Watch CBS News

Seen At 11: Grooms Go All Out, And Pay Big For Wedding Proposals

NEW YORK (CBS 2) -- You can count on most weddings to be elaborate affairs that come with an equally fancy price tag, and now big price tags are also accompanying the wedding proposals.

As CBS 2's Kristine Johnson reported Wednesday night, extreme proposals are becoming the latest trend to pop the question.

"The wedding itself is really about what the bride wants, but actually, the proposal is really the groom's chance to shine," said proposal planner Sarah Pease.

And the groom can expect to pay for all the luster, she said.

"I mean, I plan marriage proposals well over $50,000 plenty of times," Pease said.

She added that not all proposals are in that rarefied air, but a big plan to pop the question can cost a lot. A proposal on a Bryant Park ice rink cost more than $5,000, and a sweet musical serenade in a specially-decorated hotel room was about $9,000.

"Whenever you get engaged, the first question that people ask you is, 'How did he pop the question?'" Pease said. "And I think that people are starting to realize that and they want to have a great story to tell."

Derek Mitchell of specializes in extreme wedding proposals.

"There's nothing more cool than a surprise," he said.

And a surprise proposal with a flash mob is Mitchell's specialty.

"In a flash mob, you're getting this grandiose presentation. But then a marriage proposal tends to be that romantic one-on-one presentation," Mitchell explained. "So I think it's kind of a nice hybrid of bringing the two worlds together."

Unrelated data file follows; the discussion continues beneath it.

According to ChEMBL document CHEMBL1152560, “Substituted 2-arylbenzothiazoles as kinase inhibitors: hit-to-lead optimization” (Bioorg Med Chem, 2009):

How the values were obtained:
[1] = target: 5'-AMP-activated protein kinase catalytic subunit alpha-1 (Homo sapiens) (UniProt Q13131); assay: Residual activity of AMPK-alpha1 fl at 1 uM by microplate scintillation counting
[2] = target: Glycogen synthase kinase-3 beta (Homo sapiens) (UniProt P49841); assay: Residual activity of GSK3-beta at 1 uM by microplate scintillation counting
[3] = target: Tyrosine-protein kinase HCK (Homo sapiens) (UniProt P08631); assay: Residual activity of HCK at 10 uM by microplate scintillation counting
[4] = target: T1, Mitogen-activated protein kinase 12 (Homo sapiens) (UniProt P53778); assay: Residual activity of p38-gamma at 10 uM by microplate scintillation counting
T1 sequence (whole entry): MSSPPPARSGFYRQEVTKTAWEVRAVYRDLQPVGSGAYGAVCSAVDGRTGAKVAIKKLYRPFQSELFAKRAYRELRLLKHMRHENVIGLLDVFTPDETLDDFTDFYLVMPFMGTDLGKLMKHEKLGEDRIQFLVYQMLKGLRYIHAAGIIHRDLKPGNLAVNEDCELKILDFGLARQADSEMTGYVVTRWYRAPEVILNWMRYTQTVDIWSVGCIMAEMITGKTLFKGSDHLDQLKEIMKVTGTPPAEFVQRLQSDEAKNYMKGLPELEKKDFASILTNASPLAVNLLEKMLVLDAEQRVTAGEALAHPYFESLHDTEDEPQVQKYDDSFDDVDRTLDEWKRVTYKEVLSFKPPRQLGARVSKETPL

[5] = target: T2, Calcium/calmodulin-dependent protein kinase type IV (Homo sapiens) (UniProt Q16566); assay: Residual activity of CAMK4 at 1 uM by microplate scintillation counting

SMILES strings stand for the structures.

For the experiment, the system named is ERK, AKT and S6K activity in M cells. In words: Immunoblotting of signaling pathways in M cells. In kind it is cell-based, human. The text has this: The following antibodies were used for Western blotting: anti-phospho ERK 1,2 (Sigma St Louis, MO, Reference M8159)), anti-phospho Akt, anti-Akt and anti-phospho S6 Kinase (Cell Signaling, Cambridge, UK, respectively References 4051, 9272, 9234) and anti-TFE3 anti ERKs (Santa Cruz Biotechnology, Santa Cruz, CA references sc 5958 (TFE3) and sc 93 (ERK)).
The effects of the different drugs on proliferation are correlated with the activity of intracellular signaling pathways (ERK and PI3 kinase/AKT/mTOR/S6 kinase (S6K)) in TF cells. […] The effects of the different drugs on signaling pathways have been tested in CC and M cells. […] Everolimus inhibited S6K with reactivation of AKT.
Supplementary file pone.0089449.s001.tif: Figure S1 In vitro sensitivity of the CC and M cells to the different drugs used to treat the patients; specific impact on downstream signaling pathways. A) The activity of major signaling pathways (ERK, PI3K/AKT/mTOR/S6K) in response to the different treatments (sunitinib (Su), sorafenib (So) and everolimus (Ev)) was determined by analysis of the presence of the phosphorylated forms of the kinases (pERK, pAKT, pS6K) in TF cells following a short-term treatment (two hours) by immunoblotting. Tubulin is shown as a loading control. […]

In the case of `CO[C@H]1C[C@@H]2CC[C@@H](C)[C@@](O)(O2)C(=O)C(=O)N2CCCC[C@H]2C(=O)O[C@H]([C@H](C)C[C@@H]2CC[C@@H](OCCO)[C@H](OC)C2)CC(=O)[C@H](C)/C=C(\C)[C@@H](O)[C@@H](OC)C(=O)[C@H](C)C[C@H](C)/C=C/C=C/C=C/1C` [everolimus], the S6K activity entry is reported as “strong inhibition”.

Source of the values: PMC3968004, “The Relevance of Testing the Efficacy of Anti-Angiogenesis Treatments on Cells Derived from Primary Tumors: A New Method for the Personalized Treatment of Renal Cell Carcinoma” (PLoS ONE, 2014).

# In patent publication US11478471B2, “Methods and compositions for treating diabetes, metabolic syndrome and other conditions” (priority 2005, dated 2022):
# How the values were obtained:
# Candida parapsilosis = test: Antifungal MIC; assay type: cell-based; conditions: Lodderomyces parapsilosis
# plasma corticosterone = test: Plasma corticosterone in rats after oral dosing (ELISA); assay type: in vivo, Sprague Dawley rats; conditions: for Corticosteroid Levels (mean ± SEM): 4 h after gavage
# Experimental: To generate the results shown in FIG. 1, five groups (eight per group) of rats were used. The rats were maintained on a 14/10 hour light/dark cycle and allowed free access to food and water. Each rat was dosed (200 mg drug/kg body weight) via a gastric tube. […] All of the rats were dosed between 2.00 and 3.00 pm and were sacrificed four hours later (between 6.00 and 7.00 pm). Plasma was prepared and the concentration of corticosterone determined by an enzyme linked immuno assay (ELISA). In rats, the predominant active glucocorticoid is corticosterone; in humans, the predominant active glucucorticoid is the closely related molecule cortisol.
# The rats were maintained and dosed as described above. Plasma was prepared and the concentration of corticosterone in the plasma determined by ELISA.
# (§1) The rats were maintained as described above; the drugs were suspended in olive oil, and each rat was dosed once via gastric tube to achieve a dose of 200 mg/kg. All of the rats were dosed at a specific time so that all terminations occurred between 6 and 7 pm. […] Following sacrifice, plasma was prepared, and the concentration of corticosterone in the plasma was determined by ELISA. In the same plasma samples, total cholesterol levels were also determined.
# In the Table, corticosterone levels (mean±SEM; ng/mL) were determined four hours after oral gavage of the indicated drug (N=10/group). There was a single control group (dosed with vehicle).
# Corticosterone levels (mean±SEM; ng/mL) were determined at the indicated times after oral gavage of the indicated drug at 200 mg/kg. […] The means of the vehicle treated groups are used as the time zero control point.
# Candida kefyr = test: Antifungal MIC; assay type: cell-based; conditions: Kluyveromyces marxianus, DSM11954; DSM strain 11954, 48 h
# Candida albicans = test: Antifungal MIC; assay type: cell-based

That was what he did recently for Ken Klavon and Paule Simon. It cost $3,000.

"It was? That's fine. I said I would have said yes in the bathroom," Simon said.

But Klavon said the expense was worth it.

"I would have spent $10,000 for this," he said.

Mitchell said location permits and casting costs can be a big surprise.

"Usually they're done in the $2,000-$3,000-$4,000 range," he said.

Groom-to-be Salman Ali said it was money well spent when he surprised his fiancée with a $2,000 Bollywood-style flash mob in Times Square.

"I have to be loud. I have to be out there. I have to do something different," he said.

And the brides and grooms who spoke to CBS 2 said they have no regrets about spending the money.

"You know what? It's a lot of money, no doubt about it," Pease said. "But you never get a second chance to pop that question."

Check Out These Other Stories From

View CBS News In
CBS News App Open
Chrome Safari Continue
Be the first to know
Get browser notifications for breaking news, live events, and exclusive reporting.